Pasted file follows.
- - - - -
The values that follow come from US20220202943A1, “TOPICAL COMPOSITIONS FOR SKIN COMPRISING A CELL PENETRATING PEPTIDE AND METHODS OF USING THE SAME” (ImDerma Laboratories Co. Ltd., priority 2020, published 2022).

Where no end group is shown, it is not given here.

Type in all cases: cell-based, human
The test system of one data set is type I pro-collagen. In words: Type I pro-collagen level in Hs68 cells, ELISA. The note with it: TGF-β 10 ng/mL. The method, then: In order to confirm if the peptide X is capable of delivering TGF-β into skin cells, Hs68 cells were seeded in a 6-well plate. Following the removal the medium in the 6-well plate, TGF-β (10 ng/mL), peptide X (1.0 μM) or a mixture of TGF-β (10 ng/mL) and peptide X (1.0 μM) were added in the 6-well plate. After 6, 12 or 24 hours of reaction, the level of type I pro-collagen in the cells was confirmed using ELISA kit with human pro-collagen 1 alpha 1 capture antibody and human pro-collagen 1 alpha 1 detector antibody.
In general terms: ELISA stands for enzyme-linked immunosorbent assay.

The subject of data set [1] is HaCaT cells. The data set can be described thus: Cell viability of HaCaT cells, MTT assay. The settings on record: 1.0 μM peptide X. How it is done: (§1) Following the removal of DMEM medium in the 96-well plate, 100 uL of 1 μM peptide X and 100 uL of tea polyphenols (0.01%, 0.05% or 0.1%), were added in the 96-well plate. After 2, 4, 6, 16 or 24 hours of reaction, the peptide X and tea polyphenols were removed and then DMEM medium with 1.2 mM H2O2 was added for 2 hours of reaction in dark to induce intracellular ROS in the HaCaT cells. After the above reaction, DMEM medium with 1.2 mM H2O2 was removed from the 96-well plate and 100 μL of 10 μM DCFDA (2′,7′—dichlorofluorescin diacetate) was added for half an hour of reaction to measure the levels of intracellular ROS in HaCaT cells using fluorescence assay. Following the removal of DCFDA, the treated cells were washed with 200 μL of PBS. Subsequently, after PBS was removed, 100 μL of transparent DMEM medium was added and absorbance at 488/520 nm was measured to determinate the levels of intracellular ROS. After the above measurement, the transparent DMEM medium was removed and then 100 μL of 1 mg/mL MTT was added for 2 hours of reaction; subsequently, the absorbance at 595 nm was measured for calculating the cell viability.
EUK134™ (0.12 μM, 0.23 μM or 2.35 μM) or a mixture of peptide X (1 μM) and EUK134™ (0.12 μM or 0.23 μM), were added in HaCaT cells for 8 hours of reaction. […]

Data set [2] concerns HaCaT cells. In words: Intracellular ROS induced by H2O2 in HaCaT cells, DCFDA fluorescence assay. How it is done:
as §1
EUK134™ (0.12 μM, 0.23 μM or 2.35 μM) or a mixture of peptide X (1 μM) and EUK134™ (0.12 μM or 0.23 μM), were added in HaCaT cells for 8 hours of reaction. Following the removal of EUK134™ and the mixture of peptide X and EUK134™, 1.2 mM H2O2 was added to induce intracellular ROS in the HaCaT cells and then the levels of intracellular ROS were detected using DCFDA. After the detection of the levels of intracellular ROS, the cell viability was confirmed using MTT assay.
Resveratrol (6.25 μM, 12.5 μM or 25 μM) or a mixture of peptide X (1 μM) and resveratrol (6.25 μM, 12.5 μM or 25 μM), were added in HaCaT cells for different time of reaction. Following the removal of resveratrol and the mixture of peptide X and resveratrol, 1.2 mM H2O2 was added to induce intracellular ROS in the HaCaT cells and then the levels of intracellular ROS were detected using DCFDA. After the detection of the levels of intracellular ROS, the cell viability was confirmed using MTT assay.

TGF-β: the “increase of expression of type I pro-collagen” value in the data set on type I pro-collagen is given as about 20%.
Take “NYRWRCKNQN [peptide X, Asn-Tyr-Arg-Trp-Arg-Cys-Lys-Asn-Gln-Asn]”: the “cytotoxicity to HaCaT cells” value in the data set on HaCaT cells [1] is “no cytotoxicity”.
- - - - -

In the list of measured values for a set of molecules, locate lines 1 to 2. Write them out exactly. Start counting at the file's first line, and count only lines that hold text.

The values that follow come from US20220202943A1, “TOPICAL COMPOSITIONS FOR SKIN COMPRISING A CELL PENETRATING PEPTIDE AND METHODS OF USING THE SAME” (ImDerma Laboratories Co. Ltd., priority 2020, published 2022).

Where no end group is shown, it is not given here.